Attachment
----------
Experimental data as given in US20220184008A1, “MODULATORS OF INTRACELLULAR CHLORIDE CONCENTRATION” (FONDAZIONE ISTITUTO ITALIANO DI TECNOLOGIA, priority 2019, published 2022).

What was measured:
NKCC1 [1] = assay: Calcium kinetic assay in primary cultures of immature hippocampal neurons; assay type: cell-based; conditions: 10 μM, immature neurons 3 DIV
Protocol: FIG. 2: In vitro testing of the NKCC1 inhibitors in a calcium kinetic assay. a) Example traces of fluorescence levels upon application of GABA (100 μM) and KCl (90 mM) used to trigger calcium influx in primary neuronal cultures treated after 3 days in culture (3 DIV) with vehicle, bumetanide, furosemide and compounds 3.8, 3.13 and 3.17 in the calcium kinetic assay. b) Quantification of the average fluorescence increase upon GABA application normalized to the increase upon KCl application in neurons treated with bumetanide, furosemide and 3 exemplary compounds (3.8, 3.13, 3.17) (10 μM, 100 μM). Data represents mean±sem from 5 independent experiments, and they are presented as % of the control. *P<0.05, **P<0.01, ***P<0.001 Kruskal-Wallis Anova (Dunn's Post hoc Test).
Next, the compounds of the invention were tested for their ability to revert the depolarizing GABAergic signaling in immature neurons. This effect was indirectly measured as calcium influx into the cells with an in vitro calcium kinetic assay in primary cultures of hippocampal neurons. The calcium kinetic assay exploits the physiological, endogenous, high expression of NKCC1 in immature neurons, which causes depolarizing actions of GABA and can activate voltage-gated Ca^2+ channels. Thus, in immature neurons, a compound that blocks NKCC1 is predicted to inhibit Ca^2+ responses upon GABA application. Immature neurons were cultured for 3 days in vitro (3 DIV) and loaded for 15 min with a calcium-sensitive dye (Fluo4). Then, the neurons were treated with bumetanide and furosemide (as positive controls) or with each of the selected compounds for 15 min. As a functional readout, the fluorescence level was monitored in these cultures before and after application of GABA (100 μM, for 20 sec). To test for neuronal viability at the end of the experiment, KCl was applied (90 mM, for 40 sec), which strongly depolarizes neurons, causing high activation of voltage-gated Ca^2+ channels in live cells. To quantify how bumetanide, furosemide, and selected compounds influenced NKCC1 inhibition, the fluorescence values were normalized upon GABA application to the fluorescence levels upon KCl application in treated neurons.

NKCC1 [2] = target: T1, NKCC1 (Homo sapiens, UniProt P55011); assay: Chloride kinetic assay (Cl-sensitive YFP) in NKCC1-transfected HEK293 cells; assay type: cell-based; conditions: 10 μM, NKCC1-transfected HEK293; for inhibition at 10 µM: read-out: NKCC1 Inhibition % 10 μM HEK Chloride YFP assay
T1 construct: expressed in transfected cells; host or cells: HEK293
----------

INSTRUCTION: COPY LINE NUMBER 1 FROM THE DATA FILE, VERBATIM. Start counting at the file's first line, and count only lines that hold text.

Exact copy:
Experimental data as given in US20220184008A1, “MODULATORS OF INTRACELLULAR CHLORIDE CONCENTRATION” (FONDAZIONE ISTITUTO ITALIANO DI TECNOLOGIA, priority 2019, published 2022).